Sustainable local food networks must make good, clean, and fair local foods accessible and affordable for all people in the community. Over time, with experience, and market expansion, local foods will become more affordable in the local market. However, markets will never ensure that all people are well fed, no matter how efficient the system of production and distribution, as is clearly evident in the world today. Food policy councils must develop and implement public policies that will commit the community to ensuring that all people, regardless of income, have access to good, clean, and fair local foods.
8. Encourage local food stores and restaurants, local food processors, and local farmers to form or participate in local food “values” chains, which link locavores with the land.
The industrial food system is frequently referred to as a food “value” chain; it adds economic value at each stage or link, from production to consumption. The goal of a value chain is to coordinate the various stages of food production and distribution so as to maximize the economic value created by the system as a whole. Profits are shared among participants in the system in relation to their economic power in the marketplace or in the bargaining process. Those with the most power get the most money.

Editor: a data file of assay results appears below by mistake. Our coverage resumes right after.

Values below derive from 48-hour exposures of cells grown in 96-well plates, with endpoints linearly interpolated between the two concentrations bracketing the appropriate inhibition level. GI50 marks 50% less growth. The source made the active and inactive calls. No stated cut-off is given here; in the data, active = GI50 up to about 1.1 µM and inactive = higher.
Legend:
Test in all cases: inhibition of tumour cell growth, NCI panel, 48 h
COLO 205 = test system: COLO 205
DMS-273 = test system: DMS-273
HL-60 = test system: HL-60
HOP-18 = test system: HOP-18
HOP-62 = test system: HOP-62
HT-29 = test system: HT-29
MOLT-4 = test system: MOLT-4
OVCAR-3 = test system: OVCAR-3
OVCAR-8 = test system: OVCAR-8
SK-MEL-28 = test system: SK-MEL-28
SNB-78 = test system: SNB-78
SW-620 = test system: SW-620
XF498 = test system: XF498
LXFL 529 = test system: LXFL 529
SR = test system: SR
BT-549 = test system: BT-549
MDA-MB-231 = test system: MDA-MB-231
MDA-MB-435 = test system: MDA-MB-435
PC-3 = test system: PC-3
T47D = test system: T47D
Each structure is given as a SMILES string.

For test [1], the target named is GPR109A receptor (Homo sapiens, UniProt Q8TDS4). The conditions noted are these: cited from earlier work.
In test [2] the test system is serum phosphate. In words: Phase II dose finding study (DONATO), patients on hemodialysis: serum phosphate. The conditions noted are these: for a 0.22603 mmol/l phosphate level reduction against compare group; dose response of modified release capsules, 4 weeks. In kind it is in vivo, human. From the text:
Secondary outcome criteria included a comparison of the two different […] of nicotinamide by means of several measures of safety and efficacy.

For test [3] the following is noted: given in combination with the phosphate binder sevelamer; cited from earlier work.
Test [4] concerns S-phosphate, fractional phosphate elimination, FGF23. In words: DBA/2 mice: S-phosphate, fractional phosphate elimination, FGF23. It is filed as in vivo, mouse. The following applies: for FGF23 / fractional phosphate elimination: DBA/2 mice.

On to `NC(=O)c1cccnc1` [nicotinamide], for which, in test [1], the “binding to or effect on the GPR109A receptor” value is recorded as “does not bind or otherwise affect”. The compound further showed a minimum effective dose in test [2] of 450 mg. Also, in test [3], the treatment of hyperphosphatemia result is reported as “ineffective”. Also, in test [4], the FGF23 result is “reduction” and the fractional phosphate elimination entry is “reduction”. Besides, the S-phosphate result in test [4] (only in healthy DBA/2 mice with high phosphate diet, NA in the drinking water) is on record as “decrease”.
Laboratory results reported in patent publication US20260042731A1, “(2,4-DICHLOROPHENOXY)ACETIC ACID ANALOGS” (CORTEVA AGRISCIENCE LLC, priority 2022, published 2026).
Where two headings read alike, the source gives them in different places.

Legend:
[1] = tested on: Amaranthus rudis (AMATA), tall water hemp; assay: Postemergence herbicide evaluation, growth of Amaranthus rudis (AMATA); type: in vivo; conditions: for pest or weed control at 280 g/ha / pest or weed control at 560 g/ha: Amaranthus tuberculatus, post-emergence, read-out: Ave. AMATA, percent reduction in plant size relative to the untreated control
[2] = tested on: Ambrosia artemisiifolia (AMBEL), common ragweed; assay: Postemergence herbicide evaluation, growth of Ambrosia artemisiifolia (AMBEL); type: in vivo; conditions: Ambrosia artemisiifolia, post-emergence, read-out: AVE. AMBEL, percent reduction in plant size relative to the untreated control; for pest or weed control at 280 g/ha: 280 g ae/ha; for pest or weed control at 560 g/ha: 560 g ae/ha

A food “values” chain, on the other hand, defines a cooperative arrangement among all participants in a food system designed to ensure that shared values are established and maintained through all stages in the production and distribution process. The shared values are those deemed necessary by participants to ensure the ecological, social, and economic integrity of the system as a whole, rather than to maximize economic value. The economic benefits are shared among different levels of the system, including the consumer level, based on what is considered, by consensus, to be necessary, equitable, and fair in maintaining the economic integrity of the system. However, the primary objective of a food value system is to ensure that ecological, social, and economic integrity are not sacrificed to economic exploitation at any point in the food system.